The GFC and FoFA put pressure on fees and Peker says platform providers, in particular, responded and improved functionality. It worked. Adviser satisfaction with platforms bottomed in 2009, but rebounded in 2014.
Walsh says driving more efficient outcomes for advisers has been a focus of IRESS’s XPLAN in recent years. He says XPLAN delivered many functionality enhancements to asset advisers after the launch of FoFA with best-interest duty and automation of annual fee disclosure statements.
IRESS also expanded the number of investment and insurance products that can take straight through processing from XPLAN. It kept pace with the increased use of managed accounts, established interfaces with other technology such as MoneySoft’s cashflow and budgeting tool, and introduced digital signatures.
A turning point
But Peker says efficiency has now become commoditised. “Efficiency and cost-efficiency are now just tickets to play,” he argues.
Peker says the industry is at a critical turning point, where the focus of technology is shifting from efficiencies to driving better outcomes for
clients and meeting their evolving business needs.
“The current post-FoFA challenge is for technology to help advisers demonstrate value to clients,”
Clients have changing expectations. Millennials now have expectations that when they see an adviser the experience will be technology-centred. Clients also want to see clearly that the adviser is helping them progress towards their goals.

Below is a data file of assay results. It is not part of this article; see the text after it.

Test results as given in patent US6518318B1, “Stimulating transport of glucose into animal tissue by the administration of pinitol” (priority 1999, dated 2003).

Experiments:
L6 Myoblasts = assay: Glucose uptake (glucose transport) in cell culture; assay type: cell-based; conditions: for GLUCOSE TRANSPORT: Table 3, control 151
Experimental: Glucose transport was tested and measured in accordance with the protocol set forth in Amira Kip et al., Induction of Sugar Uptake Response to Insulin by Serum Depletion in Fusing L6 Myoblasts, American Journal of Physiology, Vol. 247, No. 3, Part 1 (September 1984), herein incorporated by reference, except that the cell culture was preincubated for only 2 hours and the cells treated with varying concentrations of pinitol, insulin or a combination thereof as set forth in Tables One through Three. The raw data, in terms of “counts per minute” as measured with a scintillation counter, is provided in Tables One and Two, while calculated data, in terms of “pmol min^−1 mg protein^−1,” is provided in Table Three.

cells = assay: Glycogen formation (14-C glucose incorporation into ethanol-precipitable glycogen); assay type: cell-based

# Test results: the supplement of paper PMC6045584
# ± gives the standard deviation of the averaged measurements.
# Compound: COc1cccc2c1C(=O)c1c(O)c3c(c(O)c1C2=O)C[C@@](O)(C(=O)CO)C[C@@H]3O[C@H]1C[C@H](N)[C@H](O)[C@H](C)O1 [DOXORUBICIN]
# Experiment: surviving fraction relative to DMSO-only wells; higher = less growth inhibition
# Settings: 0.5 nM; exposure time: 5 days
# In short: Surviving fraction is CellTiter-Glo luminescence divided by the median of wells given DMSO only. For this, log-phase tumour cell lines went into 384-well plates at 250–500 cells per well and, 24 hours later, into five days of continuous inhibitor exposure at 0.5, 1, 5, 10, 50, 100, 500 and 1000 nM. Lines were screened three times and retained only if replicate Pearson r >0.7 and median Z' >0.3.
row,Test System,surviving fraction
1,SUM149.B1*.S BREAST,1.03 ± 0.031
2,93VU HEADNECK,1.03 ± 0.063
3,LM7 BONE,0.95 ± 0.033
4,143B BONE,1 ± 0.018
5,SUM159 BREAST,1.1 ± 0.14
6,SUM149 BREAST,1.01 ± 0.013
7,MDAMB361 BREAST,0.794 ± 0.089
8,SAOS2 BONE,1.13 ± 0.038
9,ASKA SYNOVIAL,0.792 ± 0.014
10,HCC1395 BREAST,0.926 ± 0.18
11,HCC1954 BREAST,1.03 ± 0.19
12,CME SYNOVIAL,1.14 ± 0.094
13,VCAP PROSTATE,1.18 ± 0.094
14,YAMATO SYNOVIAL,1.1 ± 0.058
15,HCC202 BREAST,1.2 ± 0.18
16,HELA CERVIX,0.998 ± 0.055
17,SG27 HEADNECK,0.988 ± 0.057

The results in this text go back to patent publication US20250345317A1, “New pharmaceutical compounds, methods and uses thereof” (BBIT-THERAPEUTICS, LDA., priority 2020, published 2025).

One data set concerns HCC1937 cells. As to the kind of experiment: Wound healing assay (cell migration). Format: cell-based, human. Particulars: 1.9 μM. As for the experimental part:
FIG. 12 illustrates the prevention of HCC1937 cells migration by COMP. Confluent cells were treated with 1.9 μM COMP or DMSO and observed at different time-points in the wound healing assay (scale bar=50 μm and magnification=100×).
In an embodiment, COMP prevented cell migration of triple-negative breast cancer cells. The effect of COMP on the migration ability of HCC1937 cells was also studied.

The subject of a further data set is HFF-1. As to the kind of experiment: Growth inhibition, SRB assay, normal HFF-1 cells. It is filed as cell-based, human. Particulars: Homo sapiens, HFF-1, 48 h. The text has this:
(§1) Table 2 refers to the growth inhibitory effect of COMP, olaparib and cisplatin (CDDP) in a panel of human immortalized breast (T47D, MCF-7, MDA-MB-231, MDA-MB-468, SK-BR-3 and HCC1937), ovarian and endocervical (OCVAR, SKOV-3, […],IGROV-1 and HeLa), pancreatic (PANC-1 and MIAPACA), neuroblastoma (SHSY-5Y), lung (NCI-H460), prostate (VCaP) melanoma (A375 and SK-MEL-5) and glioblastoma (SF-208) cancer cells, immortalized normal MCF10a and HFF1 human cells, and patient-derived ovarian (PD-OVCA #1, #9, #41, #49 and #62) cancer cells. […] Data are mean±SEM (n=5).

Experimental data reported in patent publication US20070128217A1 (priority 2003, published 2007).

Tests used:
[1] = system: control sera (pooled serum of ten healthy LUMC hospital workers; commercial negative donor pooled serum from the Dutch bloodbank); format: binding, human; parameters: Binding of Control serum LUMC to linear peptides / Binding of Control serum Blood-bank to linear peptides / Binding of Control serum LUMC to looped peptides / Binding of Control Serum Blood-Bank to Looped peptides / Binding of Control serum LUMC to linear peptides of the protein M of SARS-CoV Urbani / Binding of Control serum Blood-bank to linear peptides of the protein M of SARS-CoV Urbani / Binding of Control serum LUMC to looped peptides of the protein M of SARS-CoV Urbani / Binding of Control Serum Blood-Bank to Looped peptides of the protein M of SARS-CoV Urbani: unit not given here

“Every client engagement should be centred around their goals,” Peker says. “It’s really important for technology to enable that.”
Increasingly, clients also want their financial data in one place. “It’s about having an ecosystem where the planner can live out of a central hub and administer the entire client financial position, and where the client can also access and see everything.”
“[Technology] allows us to wow clients,” Poole says. “The real drive these days is how can we make the client experience better and at the same time maybe we can get some efficiencies as well. Those things usually go hand in hand.”
Walsh says complicating this picture is the emergence of big trends such as digital advice, data and mobile.